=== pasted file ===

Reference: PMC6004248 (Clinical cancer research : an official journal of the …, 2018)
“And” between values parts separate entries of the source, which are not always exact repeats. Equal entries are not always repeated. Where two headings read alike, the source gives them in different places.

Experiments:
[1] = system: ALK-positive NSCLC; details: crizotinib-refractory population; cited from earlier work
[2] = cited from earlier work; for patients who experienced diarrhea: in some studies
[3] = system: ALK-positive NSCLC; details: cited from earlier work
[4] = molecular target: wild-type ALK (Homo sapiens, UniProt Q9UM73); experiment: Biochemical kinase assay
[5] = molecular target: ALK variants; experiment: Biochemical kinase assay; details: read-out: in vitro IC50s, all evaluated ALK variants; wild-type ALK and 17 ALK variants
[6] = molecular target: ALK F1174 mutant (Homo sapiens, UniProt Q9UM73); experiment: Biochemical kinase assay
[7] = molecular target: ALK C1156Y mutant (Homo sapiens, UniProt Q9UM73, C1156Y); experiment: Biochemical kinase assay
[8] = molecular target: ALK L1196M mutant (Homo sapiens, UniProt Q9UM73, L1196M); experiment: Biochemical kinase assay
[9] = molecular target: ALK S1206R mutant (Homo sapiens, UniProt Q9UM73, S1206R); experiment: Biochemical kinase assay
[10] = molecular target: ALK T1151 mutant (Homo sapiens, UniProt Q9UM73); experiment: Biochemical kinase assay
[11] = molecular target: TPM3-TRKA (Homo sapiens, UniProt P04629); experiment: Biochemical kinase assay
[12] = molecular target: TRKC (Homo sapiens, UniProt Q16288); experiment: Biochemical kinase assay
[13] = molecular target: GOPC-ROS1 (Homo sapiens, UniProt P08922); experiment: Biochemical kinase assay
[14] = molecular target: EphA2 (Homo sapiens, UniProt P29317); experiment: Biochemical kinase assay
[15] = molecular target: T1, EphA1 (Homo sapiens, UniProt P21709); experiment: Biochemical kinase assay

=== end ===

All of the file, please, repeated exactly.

Reference: PMC6004248 (Clinical cancer research : an official journal of the …, 2018)
“And” between values parts separate entries of the source, which are not always exact repeats. Equal entries are not always repeated. Where two headings read alike, the source gives them in different places.

Experiments:
[1] = system: ALK-positive NSCLC; details: crizotinib-refractory population; cited from earlier work
[2] = cited from earlier work; for patients who experienced diarrhea: in some studies
[3] = system: ALK-positive NSCLC; details: cited from earlier work
[4] = molecular target: wild-type ALK (Homo sapiens, UniProt Q9UM73); experiment: Biochemical kinase assay
[5] = molecular target: ALK variants; experiment: Biochemical kinase assay; details: read-out: in vitro IC50s, all evaluated ALK variants; wild-type ALK and 17 ALK variants
[6] = molecular target: ALK F1174 mutant (Homo sapiens, UniProt Q9UM73); experiment: Biochemical kinase assay
[7] = molecular target: ALK C1156Y mutant (Homo sapiens, UniProt Q9UM73, C1156Y); experiment: Biochemical kinase assay
[8] = molecular target: ALK L1196M mutant (Homo sapiens, UniProt Q9UM73, L1196M); experiment: Biochemical kinase assay
[9] = molecular target: ALK S1206R mutant (Homo sapiens, UniProt Q9UM73, S1206R); experiment: Biochemical kinase assay
[10] = molecular target: ALK T1151 mutant (Homo sapiens, UniProt Q9UM73); experiment: Biochemical kinase assay
[11] = molecular target: TPM3-TRKA (Homo sapiens, UniProt P04629); experiment: Biochemical kinase assay
[12] = molecular target: TRKC (Homo sapiens, UniProt Q16288); experiment: Biochemical kinase assay
[13] = molecular target: GOPC-ROS1 (Homo sapiens, UniProt P08922); experiment: Biochemical kinase assay
[14] = molecular target: EphA2 (Homo sapiens, UniProt P29317); experiment: Biochemical kinase assay
[15] = molecular target: T1, EphA1 (Homo sapiens, UniProt P21709); experiment: Biochemical kinase assay